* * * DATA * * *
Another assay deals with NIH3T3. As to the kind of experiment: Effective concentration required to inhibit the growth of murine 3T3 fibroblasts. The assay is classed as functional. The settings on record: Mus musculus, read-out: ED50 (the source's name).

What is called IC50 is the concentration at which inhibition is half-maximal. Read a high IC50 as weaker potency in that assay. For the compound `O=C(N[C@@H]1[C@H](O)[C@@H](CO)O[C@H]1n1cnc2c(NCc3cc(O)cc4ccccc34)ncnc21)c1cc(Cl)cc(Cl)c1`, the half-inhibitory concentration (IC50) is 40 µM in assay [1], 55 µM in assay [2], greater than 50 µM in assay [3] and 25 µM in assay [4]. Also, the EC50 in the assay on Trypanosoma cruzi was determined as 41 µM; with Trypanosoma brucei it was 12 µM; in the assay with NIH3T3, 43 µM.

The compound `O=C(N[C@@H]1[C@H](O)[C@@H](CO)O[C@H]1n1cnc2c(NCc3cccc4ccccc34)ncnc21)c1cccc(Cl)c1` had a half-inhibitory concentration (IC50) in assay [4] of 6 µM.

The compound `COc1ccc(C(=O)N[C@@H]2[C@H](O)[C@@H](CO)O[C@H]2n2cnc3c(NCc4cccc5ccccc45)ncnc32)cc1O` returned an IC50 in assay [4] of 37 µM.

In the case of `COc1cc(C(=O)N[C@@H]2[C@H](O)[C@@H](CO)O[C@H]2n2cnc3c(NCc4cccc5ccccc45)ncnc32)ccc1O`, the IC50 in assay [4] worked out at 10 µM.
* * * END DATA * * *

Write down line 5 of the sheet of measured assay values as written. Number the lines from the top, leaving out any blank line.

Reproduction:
In the case of `COc1cc(C(=O)N[C@@H]2[C@H](O)[C@@H](CO)O[C@H]2n2cnc3c(NCc4cccc5ccccc45)ncnc32)ccc1O`, the IC50 in assay [4] worked out at 10 µM.